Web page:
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The mysterious __libc_init_array() in Cube IDE - is it only for C++ ??

PHolt.1
Senior II

Supposedly this is only used by C++ but see various threads e.g.

https://www.eevblog.com/forum/microcontrollers/a-question-on-gcc-ld-linker-script-syntax/msg4754165/#msg4754165

https://www.eevblog.com/forum/microcontrollers/how-do-i-enable-link-section-overlap/msg3715957/#msg3715957

https://www.eevblog.com/forum/microcontrollers/mcu-programming-101-writeup/msg5402906/#msg5402906

https://www.eevblog.com/forum/microcontrollers/is-st-cube-ide-a-piece-of-buggy-***/msg5403485/#msg5403485

If you google it, you find a disturbing number of suggestions (nothing concrete!) that in the STM environment, Cube IDE, this function is not only for C++ constructors etc but is also used to initialise some statics in libc.a functions. One suggestion was that malloc() does not work without it. ST does not distribute sources to libc.a although some people on eevblog located probable sources for newlib (dated 1990, IIRC). Much of libc.a is also not re-entrant and needs to be mutexed in any RTOS environment.

Does anyone know the real answer?

21 REPLIES 21
Pavel A.
Evangelist III

This is a feature of GCC runtime library and linker.  Yes, these things can be used to implement C++ constructors and destructors of static objects and also to initialize local data in dynamic libraries. More details in the GCC documentation (for any architecture, not specific to ARM).

 Much of libc.a is also not re-entrant and needs to be mutexed in any RTOS environment.

This was heavily discussed in this forum (before migration). The real answer is that CubeMX/IDE provide a software component for RTOS-aware locks in newlib. Whether to use that or not, and validation, is up to developer.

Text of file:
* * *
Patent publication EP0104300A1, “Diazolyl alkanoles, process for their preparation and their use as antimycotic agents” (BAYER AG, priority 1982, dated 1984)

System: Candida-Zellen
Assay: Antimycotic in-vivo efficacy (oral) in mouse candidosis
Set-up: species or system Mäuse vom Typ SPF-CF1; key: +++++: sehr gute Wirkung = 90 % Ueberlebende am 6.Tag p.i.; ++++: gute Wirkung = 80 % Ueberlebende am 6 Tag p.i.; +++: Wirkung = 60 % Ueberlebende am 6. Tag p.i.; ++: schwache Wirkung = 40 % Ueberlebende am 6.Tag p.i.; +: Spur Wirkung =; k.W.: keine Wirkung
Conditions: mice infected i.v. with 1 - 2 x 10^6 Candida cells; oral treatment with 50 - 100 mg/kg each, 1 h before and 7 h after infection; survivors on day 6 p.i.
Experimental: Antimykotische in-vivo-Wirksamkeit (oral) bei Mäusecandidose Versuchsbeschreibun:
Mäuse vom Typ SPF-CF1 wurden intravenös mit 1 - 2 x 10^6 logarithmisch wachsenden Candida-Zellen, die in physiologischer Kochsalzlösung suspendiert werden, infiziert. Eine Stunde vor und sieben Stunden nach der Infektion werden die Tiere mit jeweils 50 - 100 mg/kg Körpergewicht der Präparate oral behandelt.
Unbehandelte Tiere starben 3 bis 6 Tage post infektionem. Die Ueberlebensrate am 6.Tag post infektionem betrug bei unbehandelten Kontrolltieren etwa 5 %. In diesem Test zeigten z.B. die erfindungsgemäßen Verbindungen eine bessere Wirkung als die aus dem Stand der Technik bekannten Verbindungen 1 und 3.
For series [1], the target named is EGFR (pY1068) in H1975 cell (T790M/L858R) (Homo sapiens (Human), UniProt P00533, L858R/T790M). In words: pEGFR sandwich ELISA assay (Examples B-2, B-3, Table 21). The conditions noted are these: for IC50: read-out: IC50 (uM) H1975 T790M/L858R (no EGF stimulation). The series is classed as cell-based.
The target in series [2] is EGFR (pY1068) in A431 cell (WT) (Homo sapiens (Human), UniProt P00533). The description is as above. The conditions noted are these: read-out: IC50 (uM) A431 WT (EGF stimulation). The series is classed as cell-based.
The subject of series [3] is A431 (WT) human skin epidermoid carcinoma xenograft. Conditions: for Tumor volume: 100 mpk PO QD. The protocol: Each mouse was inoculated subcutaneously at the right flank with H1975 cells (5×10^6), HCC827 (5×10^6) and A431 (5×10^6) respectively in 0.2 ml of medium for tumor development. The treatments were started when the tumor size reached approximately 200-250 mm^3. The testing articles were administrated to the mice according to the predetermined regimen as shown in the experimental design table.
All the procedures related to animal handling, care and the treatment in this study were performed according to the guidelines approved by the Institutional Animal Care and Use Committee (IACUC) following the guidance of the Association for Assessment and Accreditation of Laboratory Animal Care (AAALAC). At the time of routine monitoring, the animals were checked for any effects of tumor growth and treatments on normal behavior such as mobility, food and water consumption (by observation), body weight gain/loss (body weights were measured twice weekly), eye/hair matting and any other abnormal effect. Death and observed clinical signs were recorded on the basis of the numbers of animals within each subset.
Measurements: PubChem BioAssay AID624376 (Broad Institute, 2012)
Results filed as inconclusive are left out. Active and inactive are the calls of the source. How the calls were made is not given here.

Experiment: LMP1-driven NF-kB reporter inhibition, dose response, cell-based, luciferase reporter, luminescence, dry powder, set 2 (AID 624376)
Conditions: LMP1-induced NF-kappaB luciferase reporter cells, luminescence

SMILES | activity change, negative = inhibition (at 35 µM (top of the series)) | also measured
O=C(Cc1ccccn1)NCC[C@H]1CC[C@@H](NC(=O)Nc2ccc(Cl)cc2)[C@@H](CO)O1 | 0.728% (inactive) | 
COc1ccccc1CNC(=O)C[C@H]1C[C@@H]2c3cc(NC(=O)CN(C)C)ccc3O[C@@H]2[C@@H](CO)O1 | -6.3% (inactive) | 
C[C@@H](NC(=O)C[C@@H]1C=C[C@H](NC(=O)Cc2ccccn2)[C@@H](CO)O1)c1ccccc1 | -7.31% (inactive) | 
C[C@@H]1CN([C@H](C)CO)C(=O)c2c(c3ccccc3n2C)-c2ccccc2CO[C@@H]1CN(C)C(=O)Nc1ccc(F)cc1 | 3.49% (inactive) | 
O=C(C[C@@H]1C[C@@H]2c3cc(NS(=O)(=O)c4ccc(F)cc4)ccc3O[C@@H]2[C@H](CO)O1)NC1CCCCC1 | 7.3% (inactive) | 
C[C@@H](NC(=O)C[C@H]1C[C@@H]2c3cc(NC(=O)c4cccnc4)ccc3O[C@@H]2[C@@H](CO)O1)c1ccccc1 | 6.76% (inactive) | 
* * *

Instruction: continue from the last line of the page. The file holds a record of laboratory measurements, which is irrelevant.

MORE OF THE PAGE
Apointer to the exact location would be helpfull. Thanks.

PHolt.1
Senior II

"Yes, these things can be used to implement C++ constructors and destructors of static objects and also to initialize local data in dynamic libraries"

OK, same imprecise answer as all over google 😁

So is it C++ only, or not?

Disassembling libc.a should yield the answer. Of course there are 66 (literally; just counted them) different versions of libc.a supplied with Cube IDE, according to the processor. No src for any of them. I am using a 32F417.

I have just stepped through the code (has to be done with Cube switched to displaying assembler) and there is very little code being run. There is a loop which is taken ~3 times.

PHolt.1
Senior II

The code from 306: to 31e: is executed twice. So it is not doing "nothing". My project has no C++ in it.

The whole thing is weird with 1.15.0. The STLINK V3 debugger fails as posted in the EEVBLOG thread. And when that fails, ST Utility, while programming the chip OK, also fails to deliver a running target, suggesting that code generated by 1.15.0 is faulty in some way. But when I reinstall 1.14.1 everything immediately works, including the ST Utility loading working code. And obviously without a working debugger there is no way to track down the problem.

 

I believe the answer is in newlib's sources (and for motivation we should interview is authors). There's probably no ST involvement there.

> The whole thing is weird with 1.15.0. The STLINK V3 debugger fails

How is this __libc_init_array- related?

JW

PHolt.1
Senior II

Yeah but which sources 😁

The debugger issue is unrelated, sorry - for another thread. But it does mean that with Cube IDE v1.15.0 I can't step through any code.

Pavel A.
Evangelist III

So is it C++ only, or not?

Not for C++ only. It can be used in plain C, with compatible compilers that understand  __attribute__((constructor)) and __attribute__((destructor)) .  Example:

https://www.geeksforgeeks.org/__attribute__constructor-__attribute__destructor-syntaxes-c/

 

PHolt.1
Senior II

From above URL:

Write two functions in C using GCC compiler, one of which executes before main function and other executes after the main function.

Why is this needed (in C)? If you want to run some code before main() you just insert it in the startup.s code which calls main() at the end. Actually startup.s, in asm in Cube IDE/MX, could be done wholly in C too, AFAICT.

And if you want a function to run after main() then, ahem, you just call it after main(). I must be missing something totally obvious.

you just insert it in the startup.s code which calls main() at the end. 

Yes, and this is exactly what you've seen in the startup code: it calls array of __attribute__((constructor)) functions, automagically collected by the linker. Yes, in the newer ARM CMSIS releases the startup modules are in C. But ST has not updated to this version yet. Perhaps only to the better.